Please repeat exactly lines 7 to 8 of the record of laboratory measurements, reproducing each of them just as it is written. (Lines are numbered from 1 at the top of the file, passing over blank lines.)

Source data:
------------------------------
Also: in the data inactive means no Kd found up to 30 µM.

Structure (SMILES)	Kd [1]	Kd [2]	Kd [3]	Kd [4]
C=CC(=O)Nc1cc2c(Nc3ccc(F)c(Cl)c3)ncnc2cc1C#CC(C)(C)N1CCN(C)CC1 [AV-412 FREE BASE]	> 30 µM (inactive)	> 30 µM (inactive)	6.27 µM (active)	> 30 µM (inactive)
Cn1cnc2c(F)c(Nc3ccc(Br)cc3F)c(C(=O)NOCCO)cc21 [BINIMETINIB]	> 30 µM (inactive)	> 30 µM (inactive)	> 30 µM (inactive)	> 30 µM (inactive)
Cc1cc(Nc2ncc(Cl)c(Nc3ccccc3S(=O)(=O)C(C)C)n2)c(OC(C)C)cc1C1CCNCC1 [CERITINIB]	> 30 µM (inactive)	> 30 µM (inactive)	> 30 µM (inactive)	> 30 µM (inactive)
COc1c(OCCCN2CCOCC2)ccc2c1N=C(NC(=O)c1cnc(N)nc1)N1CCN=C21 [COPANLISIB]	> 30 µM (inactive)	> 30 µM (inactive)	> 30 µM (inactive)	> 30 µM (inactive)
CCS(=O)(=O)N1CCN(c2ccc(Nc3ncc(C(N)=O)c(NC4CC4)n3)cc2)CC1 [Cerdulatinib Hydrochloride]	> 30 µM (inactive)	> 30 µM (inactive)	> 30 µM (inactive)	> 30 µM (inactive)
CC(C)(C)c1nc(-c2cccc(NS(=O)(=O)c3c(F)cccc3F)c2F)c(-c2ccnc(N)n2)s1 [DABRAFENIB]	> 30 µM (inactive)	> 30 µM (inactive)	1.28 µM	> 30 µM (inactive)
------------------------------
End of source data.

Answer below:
CCS(=O)(=O)N1CCN(c2ccc(Nc3ncc(C(N)=O)c(NC4CC4)n3)cc2)CC1 [Cerdulatinib Hydrochloride]	> 30 µM (inactive)	> 30 µM (inactive)	> 30 µM (inactive)	> 30 µM (inactive)
CC(C)(C)c1nc(-c2cccc(NS(=O)(=O)c3c(F)cccc3F)c2F)c(-c2ccnc(N)n2)s1 [DABRAFENIB]	> 30 µM (inactive)	> 30 µM (inactive)	1.28 µM	> 30 µM (inactive)